Centre may have had more carries than Solomon Friday playing on the road, but the 75 rushing yards compared with 268 yards by Solomon tell the story. The Gorillas defeated the Cougars 52-0 in a game that was called at halftime because of a mercy rule. The Cougars completed 2-of-6 passes for 16 yards and threw one interception. Solomon had 64 passing yards.

  • Centre volleyball splits home triangular

    Centre volleyball was host for a triangular Tuesday, and split its first two league games of the season. It bested Elyria Christian in straight sets, 25-20, 25-18, before being walloped by an energetic Goessel squad in two sets, 25-7, 25-7.

  • Centre's Thompson medals at meet

    C.J. Thompson earned a cross-country medal for Centre at Abilene Sept. 3. He finished 17th out of 54 runners. Coach Julie Keithline was pleased with his performance and was happy that Jordan Miller, Tanner Wiggans, and Carissa Shields all finished their first 5K event. She said junior high runners Jenna Brunner and Keegan August both finished their first one-mile event.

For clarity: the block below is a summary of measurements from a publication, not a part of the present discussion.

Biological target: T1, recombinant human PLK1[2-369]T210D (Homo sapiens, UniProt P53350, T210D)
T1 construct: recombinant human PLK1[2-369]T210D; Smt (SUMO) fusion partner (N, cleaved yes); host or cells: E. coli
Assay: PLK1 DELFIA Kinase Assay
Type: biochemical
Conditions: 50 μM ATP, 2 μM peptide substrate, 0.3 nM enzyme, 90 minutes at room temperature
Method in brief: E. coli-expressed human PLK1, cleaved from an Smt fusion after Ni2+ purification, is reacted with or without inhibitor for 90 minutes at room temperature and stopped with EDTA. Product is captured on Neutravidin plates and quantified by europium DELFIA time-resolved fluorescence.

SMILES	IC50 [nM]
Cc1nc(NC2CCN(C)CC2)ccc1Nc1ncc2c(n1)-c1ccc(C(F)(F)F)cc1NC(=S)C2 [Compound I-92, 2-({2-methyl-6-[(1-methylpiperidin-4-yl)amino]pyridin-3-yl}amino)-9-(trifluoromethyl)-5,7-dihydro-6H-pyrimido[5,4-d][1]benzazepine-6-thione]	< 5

• Calendar of events

  • Chat and Dine to meet

    Marion County Park and Lake chat and dine club will meet at 6:30 p.m. Saturday at the Lake Hall for Bingo night. Everyone is asked to bring a white elephant gift for prizes.

  • Call-A-Lawyer night scheduled for Thursday

    Kansas Bar Association and Topeka Bar Association will conduct “call-a-lawyer” night Thursday. Callers may speak to volunteer lawyers who are donating their time to answer questions and provide legal advice and information. Volunteers are able to provide information on many legal issues, including probate, family law, landlord-tenant issues, matters involving real property and employment.

  • Ag. program deadline approaches

    U.S. Department of Agriculture reminds farmers and ranchers that they have until Sept. 30 to enroll in several key farm bill safety net programs, including agriculture risk coverage, price loss coverage, and the margin protection program for dairy. More program information may be found by contacting the local FSA office at (620) 382-3714 or visiting www.fsa.usda.gov.

  • Commodities to be available at Lincolnville

    Commodities will be available from 1 to 4 p.m. Sept. 16 at Lincolnville Community Center. Items offered may include dehydrated potatoes, apricot halves, peas, peanut butter, applesauce, grapefruit juice, cranberry sauce, diced tomatoes, grape juice, and dried cherries.